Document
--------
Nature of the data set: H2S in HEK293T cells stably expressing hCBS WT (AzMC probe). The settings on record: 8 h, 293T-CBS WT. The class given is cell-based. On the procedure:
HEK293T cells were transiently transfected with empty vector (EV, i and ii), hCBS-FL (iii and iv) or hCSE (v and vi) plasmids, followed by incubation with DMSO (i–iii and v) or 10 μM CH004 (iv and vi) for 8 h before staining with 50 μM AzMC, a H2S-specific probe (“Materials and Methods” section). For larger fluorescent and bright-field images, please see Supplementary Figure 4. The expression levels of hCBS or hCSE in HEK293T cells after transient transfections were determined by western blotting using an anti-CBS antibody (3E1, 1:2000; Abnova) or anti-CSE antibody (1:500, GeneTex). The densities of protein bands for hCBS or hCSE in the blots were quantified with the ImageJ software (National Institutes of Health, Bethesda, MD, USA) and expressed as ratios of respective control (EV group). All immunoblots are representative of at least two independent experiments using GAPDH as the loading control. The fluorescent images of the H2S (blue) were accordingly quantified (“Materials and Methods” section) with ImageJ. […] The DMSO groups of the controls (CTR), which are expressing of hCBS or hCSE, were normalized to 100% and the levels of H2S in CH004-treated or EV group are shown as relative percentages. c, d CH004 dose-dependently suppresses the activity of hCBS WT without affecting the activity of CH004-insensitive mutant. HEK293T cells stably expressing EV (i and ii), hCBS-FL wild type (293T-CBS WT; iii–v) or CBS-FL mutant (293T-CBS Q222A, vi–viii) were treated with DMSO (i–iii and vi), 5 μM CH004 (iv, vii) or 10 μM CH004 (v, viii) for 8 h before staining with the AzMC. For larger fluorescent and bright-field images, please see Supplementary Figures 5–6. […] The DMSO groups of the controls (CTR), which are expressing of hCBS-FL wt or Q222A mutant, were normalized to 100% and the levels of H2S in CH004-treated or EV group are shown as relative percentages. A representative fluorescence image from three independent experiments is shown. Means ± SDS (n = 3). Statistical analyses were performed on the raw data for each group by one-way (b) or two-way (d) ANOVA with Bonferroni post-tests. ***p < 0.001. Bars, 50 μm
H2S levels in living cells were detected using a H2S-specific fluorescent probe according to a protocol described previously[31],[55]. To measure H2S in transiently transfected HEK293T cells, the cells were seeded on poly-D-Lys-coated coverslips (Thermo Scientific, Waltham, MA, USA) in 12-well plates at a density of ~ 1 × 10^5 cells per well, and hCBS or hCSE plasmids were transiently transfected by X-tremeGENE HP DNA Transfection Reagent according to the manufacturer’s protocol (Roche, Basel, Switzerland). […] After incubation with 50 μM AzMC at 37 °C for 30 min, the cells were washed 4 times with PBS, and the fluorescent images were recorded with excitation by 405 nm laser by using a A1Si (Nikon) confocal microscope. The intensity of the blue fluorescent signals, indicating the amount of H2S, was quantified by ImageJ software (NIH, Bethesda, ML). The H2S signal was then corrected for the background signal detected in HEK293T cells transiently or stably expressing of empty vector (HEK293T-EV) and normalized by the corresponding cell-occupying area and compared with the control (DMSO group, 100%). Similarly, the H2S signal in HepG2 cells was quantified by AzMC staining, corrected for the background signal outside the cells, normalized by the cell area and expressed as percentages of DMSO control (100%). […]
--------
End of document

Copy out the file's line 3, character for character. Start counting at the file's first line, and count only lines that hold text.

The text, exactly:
H2S levels in living cells were detected using a H2S-specific fluorescent probe according to a protocol described previously[31],[55]. To measure H2S in transiently transfected HEK293T cells, the cells were seeded on poly-D-Lys-coated coverslips (Thermo Scientific, Waltham, MA, USA) in 12-well plates at a density of ~ 1 × 10^5 cells per well, and hCBS or hCSE plasmids were transiently transfected by X-tremeGENE HP DNA Transfection Reagent according to the manufacturer’s protocol (Roche, Basel, Switzerland). […] After incubation with 50 μM AzMC at 37 °C for 30 min, the cells were washed 4 times with PBS, and the fluorescent images were recorded with excitation by 405 nm laser by using a A1Si (Nikon) confocal microscope. The intensity of the blue fluorescent signals, indicating the amount of H2S, was quantified by ImageJ software (NIH, Bethesda, ML). The H2S signal was then corrected for the background signal detected in HEK293T cells transiently or stably expressing of empty vector (HEK293T-EV) and normalized by the corresponding cell-occupying area and compared with the control (DMSO group, 100%). Similarly, the H2S signal in HepG2 cells was quantified by AzMC staining, corrected for the background signal outside the cells, normalized by the cell area and expressed as percentages of DMSO control (100%). […]